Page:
Confirmed cases of neurologic equine herpesvirus (EHV-1) have been reported on private facilities in Ventura County, California, and Jackson County, Oregon.
The Oregon state veterinarian reported that a horse with an unknown vaccination status was confirmed with equine herpesvirus myeloencephalopathy (neurologic herpesvirus, EHV-1) in Jackson County. At the time of this report the horse was recovering.
Seventy-five horses on his premises were potentially exposed.
The California Department of Food and Agriculture (CDFA) reported a confirmed case of equine herpesvirus type 1 (EHV-1) in a 13-year-old Quarter Horse mare in Ventura County. It was noted that she was confirmed for EHV-1 non-neuropathogenic strain, but she had neurologic signs.
She had onset of clinical signs on November 30 that included ataxia, dysuria, fever, peritonitis, urinary tract infection and urine retention. She was confirmed with herpesvirus on December 5. The mare was affected and alive at the time of this report.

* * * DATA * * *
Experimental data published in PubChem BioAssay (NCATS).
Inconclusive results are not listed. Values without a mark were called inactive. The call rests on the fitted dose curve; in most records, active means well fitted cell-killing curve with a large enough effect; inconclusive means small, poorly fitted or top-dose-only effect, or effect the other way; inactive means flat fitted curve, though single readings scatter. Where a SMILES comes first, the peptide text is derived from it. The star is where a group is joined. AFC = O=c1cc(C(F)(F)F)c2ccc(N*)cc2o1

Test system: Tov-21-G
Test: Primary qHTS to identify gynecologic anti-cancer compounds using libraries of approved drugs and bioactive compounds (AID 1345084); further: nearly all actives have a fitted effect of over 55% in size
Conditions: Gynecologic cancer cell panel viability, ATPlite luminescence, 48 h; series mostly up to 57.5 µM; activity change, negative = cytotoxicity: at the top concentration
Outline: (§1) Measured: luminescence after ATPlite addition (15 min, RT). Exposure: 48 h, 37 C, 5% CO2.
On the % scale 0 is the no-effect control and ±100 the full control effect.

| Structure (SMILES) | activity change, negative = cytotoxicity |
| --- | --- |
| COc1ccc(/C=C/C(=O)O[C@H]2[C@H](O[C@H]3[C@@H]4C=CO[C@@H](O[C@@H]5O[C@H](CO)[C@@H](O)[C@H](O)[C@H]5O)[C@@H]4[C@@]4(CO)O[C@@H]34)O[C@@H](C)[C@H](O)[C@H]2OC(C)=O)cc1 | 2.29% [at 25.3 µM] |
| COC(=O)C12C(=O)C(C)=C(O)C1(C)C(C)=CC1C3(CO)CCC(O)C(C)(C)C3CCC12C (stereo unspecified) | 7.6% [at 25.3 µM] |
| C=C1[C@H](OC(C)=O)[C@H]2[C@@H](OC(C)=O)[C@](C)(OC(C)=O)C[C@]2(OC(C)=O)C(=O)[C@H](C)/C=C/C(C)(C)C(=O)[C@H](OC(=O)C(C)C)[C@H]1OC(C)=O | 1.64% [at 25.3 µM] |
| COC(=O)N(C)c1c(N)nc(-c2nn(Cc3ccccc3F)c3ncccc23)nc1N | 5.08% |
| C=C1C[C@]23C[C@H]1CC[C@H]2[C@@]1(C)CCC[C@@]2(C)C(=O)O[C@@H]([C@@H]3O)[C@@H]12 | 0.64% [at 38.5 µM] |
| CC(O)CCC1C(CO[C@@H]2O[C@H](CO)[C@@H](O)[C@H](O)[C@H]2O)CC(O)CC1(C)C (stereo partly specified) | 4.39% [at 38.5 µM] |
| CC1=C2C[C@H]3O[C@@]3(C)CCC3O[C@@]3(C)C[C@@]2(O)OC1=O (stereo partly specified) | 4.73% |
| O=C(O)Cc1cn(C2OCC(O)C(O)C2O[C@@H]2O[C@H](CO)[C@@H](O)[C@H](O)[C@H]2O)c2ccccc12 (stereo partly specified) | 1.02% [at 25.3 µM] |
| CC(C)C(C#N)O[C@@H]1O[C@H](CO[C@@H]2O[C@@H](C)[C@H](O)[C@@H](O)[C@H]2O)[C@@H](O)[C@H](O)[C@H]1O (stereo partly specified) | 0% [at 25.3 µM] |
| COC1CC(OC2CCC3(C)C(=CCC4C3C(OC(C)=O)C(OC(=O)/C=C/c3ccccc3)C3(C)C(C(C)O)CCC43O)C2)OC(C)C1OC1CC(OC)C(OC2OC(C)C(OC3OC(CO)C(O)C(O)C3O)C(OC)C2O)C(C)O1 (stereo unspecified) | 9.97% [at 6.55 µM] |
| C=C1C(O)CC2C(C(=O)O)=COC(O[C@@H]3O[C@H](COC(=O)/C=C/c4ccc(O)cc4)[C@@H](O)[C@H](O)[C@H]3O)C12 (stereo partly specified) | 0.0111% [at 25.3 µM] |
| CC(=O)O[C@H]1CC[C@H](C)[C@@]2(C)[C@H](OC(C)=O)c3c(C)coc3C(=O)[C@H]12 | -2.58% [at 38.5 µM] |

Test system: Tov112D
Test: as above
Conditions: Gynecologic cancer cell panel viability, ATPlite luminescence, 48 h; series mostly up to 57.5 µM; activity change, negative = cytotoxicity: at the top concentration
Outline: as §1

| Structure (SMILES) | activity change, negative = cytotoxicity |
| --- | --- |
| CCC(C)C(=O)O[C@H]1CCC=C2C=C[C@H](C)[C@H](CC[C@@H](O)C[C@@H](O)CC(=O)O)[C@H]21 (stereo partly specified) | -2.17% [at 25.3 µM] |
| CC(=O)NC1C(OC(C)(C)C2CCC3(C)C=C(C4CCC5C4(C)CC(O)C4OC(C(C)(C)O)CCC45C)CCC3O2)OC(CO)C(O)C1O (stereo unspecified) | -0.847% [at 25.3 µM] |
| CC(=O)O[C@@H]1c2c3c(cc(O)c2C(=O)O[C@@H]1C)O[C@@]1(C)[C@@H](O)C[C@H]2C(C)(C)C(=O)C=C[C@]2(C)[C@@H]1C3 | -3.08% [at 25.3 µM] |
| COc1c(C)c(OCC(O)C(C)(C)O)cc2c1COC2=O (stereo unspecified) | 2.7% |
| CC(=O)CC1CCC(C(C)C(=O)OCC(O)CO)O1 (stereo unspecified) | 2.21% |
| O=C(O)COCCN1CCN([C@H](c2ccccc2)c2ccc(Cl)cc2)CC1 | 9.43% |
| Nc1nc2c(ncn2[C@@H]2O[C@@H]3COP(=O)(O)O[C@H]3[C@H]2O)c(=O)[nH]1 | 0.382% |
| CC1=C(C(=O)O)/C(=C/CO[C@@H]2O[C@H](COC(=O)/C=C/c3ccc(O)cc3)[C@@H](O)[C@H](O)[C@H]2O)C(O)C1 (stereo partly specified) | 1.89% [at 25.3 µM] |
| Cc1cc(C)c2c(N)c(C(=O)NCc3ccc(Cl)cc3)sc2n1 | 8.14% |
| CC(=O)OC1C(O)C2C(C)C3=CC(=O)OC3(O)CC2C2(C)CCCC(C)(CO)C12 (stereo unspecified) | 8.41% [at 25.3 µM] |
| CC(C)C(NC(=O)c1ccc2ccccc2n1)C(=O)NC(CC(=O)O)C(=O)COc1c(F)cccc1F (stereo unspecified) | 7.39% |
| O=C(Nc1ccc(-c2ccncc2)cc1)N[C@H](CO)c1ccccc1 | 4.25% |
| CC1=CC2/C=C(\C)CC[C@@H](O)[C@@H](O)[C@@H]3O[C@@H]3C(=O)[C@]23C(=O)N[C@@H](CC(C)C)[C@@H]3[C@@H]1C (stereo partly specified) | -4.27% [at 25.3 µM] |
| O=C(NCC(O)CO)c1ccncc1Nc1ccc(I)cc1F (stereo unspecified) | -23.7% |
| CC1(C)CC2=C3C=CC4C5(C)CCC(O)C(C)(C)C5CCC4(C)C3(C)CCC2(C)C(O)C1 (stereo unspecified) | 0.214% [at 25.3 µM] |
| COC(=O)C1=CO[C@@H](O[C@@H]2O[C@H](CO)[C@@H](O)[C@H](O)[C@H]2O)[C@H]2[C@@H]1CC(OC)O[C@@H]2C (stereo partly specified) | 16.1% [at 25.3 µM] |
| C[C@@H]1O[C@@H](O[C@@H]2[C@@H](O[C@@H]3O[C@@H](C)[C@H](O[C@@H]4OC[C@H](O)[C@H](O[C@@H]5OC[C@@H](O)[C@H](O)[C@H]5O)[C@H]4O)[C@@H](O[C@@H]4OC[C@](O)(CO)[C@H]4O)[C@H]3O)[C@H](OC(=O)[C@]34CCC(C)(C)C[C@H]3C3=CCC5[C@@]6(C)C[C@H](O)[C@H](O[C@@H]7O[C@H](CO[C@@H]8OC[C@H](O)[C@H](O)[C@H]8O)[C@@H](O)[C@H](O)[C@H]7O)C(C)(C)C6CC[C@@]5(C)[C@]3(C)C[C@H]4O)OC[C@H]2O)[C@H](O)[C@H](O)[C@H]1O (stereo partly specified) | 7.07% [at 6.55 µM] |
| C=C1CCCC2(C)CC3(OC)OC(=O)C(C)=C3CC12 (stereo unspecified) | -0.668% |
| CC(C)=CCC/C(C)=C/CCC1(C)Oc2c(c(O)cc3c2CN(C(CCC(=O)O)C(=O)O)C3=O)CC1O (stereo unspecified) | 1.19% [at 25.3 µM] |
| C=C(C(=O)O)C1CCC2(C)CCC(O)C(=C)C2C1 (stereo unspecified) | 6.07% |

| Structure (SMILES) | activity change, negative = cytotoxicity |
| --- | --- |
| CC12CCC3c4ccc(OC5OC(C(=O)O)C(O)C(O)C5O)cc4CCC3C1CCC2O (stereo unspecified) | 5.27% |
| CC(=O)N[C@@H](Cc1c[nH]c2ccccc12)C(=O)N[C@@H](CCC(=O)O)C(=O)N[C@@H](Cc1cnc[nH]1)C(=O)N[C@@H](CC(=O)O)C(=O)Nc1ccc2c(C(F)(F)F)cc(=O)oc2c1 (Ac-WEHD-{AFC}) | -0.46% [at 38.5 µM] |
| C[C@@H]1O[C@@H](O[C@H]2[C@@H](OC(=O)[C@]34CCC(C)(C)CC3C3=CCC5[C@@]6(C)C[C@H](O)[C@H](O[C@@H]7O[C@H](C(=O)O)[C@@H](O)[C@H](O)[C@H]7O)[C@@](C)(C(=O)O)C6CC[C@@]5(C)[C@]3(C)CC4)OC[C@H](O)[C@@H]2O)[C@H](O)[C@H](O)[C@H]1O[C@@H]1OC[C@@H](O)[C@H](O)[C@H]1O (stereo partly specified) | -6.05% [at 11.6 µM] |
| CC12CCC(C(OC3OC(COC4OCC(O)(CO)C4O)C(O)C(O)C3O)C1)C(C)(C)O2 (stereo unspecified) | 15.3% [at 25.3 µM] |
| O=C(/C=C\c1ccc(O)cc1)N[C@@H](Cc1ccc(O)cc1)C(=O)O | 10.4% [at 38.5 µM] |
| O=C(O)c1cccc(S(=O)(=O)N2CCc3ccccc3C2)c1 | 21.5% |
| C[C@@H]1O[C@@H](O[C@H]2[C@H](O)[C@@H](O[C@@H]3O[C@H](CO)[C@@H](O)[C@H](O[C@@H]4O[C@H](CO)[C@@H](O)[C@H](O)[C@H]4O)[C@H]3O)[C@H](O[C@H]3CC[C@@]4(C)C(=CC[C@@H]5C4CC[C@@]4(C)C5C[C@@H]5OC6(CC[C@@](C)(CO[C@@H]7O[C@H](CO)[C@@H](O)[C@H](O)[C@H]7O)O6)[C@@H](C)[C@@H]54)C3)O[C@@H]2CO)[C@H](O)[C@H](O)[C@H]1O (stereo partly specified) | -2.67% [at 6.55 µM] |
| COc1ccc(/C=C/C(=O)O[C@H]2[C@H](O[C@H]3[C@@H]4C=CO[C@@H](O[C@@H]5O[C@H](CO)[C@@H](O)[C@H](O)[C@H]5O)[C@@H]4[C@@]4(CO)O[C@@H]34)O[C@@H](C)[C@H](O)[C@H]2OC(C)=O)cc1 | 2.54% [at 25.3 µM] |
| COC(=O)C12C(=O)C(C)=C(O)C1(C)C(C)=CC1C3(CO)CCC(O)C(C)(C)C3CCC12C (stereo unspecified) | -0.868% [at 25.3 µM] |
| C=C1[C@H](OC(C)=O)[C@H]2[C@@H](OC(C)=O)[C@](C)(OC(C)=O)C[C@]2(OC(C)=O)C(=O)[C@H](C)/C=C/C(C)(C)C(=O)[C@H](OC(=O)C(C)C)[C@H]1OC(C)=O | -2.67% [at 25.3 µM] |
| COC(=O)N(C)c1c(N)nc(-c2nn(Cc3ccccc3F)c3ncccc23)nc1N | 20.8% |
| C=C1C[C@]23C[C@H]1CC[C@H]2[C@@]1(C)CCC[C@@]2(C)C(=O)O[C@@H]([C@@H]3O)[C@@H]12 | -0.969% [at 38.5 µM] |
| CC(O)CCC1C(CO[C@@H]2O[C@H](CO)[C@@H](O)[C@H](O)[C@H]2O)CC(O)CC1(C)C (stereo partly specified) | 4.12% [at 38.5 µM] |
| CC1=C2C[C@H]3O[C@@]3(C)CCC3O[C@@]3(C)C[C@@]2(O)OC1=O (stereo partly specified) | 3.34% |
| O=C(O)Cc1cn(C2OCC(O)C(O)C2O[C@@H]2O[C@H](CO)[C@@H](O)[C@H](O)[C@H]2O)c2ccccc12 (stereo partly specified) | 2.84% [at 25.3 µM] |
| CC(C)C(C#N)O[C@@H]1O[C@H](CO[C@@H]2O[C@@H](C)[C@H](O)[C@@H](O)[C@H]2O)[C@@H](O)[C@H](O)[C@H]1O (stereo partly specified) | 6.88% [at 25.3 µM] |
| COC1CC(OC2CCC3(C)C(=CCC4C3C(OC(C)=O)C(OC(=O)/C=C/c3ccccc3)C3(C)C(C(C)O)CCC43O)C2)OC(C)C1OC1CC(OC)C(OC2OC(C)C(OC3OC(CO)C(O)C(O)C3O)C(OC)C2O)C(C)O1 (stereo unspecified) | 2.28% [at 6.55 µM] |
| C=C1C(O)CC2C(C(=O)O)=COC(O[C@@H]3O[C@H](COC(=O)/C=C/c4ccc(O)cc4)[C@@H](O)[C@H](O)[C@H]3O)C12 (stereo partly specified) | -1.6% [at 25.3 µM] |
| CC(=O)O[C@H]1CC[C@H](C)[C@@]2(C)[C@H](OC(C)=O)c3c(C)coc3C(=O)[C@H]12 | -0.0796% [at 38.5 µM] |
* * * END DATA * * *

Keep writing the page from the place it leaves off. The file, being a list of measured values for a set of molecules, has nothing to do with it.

The report stated that the mare is quarantined and isolated at veterinary hospital, where she is receiving supportive care.
Thirty-two potentially exposed horses at her home premises in Ventura County have been quarantined with enhanced biosecurity measures in place following site assessment by CDFA personnel.
The mare displayed dysuria (discomfort when urinating) for approximately one week prior to presentation to the veterinarian with fever, urinary tract infection and peritonitis on Monday, November 30. She became ataxic on Wednesday, December 2, and she was confirmed positive for EHV-1 on Friday December 5. She has no recent travel or show history and was last vaccinated for equine herpesvirus in October of 2020. No additional cases have been identified at this time, and CDFA will continue to actively monitor the situation.
Additional information and future updates can be found on the AHB Equine Herpesvirus page
For more information on herpesvirus check out this AAEP Fact Sheet.
Information for this report was provided by the Equine Disease Communication Center.